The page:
21st Century Values
Girls equal in British throne succession
British monarchy set to enter the 21st century?
The question of British throne succession has opened the Pandora’s Box of equality. Those who want elected heads of state in the 54 countries making up the British Commonwealth of Nations say “The monarchy discriminates against every man, woman and child who isn’t born into the Windsor family. To suggest that this has anything to do with equality is utterly absurd.”
Monarchists say it is simply a question of equality. It’s a value that everyone accepts. A commonsense and principled reform that allows our laws to evolve at the same rate as our societies. They are not expecting any opposition and add that on this topic there is no noise.
The ban on the monarch being married to a Roman Catholic is also being lifted. The Roman Catholic Archbishop of Westminster, Vincent Nichols, said the elimination of the “unjust discrimination” against Catholics would be widely welcomed.
Changing these laws which date back to the 1600s will require the consent of the commonwealth nations. There have been at least 11 attempts to change the passage of succession down the years, but they’ve never got anywhere. Now, with the arrival of Kate and William on the public stage, a sense of urgency has overtaken the drag of inertia. An October 28, 2011 BBC News Report states that the leaders of the Commonwealth countries where the Queen is head of state unanimously approved the changes at a summit in Perth, Australia. However, in 2013 these discussions revising the primogeniture laws seem to have provoked in some a more general scrutiny of the relevance of the royal family in societies where fairness and equality ought to reign supreme.
The Wharton Work/Life Integration Project and Twitter Chat
I’m not certain why one third of Quebecers are unmarried. But it certainly is a great way to avoid the nightmare of Canada’s divorce law. Here’s a new link that takes the discussion one step further. The Wharton University of Pennsylvania has been running a Work/Life Integration Project since 1991. So far Stew Friedman, Wharton practice professor of management, has 20yrs of data that suggests we are working much longer hours and expecting dual career relationships, both of which lead couples to avoid having children.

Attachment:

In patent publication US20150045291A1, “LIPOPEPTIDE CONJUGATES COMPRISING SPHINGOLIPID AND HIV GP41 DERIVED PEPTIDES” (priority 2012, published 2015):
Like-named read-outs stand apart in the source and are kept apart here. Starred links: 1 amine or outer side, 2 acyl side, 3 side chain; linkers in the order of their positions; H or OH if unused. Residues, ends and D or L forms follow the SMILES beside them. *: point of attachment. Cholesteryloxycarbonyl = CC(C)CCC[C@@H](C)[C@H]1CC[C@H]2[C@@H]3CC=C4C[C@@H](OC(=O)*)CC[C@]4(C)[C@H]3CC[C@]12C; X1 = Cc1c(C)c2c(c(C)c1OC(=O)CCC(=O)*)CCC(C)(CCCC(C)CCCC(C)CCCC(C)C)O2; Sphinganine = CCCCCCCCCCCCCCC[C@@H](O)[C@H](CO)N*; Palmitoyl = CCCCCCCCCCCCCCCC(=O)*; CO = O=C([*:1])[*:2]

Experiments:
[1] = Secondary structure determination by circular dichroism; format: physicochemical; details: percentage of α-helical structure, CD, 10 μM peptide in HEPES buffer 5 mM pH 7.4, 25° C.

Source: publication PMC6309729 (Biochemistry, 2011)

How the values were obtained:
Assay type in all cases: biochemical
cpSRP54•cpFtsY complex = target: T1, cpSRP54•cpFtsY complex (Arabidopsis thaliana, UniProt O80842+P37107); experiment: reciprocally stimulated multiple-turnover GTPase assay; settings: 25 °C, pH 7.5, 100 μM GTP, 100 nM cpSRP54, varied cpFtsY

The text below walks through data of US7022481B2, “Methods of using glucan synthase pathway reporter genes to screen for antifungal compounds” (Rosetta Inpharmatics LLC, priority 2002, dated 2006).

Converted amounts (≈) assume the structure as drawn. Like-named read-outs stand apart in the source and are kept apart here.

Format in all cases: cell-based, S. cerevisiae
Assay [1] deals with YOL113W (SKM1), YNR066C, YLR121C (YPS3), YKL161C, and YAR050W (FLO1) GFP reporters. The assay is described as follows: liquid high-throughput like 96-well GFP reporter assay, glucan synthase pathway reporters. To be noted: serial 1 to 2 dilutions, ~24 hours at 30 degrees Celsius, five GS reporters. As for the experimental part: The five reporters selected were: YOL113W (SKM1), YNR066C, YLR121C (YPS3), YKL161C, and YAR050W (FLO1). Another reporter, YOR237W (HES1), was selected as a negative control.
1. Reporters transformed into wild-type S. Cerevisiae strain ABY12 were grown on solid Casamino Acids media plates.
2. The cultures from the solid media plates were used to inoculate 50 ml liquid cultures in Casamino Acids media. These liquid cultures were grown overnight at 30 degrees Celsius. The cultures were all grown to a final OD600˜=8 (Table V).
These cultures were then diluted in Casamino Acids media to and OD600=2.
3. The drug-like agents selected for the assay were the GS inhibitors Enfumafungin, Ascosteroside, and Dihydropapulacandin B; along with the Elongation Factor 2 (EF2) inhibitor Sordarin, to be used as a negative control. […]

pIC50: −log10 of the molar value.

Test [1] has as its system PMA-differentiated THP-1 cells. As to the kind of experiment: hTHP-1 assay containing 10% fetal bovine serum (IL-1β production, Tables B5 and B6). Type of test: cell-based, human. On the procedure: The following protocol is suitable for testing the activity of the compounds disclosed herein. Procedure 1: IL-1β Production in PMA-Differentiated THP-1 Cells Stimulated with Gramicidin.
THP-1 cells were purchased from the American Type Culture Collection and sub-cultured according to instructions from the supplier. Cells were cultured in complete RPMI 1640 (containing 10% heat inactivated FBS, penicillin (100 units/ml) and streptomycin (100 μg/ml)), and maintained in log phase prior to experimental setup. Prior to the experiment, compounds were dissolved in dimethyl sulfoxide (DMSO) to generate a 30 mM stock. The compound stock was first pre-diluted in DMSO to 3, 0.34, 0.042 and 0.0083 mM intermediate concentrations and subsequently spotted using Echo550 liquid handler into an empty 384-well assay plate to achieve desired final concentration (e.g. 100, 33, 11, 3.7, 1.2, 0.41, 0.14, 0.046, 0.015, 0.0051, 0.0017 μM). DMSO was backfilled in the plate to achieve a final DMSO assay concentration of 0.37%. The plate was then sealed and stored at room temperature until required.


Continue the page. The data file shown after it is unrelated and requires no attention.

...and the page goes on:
“Think about … that perception of work demands just in terms of raw time,” Friedman says. “I’m not surprised that people are thinking, ‘I’m not going to be able to have children, or I will have fewer children.’ And the reduced likelihood of having children held true for men and women, which speaks to how the attitudes of men and women have evolved over the last two decades.”
From 1 p.m. to 2 p.m. ET on Tuesday, January 29, Knowledge@Wharton and Friedman will host a Twitter chat to further discuss the changing nature of work/life integration:
Q1 How has your definition of “having it all” changed over the course of your career?
Q2 What life- or work-related factor most influences how you define “having it all”?
Q3 How is the changing nature of work affected your ability to integrate career and the rest of life?
Q4 If you could change one thing about your work that would make life easier, what would it be?
Q5 For whom is “having it all” easier – men or women?
To participate in the chat, follow @knowledgwharton and @StewFriedman on Twitter and include the hashtag #kwchat in your replies.
You can read the rest of the Wharton article entitled The Changing Nature of ‘Having It All’.
A Hopeful DSM Update from Linda Gottlieb
From Dr. William Bernet, Chairman of the PAS working group:
“I will tell you what I have learned, but we may not know for sure until May 2013 when the book is published.”
As far as I can tell, the words “parental alienation” will not be in DSM-5. However, it seems very likely that the concept of parental alienation and the definition of parental alienation will be mentioned in at least two places in DSM-5.
If the actual behavior of turning a child against a parent is cited as an example of child psychological abuse, then this is much more significant than having the label of a diagnosis. Because once a behavior is deemed to be child abuse, IT CAN BE CRIMINALIZED. I am hoping for this! Read the rest of the update.
Changes in the DSM-5 put it more in sync with another widely used manual, the World Health Organization’s International Classification of Diseases, eleventh edition (ICD-11), PsychCentral reports. This may enhance communication and consistency among mental health care professionals who use either handbook.
Municipal Bylaws Support Mental Health Programs
Children who go through a hostile divorce and alienation, can present serious, longlasting health problems, including difficulties at school, work and in adult relationships. If doctors label parental alienation psychological child abuse this May, we will need policies to help keep children safe. Teachers and social workers are going to change their approach to ignoring this abuse and perhaps we will see municipal governments creating bylaws and programs to help promote child mental health.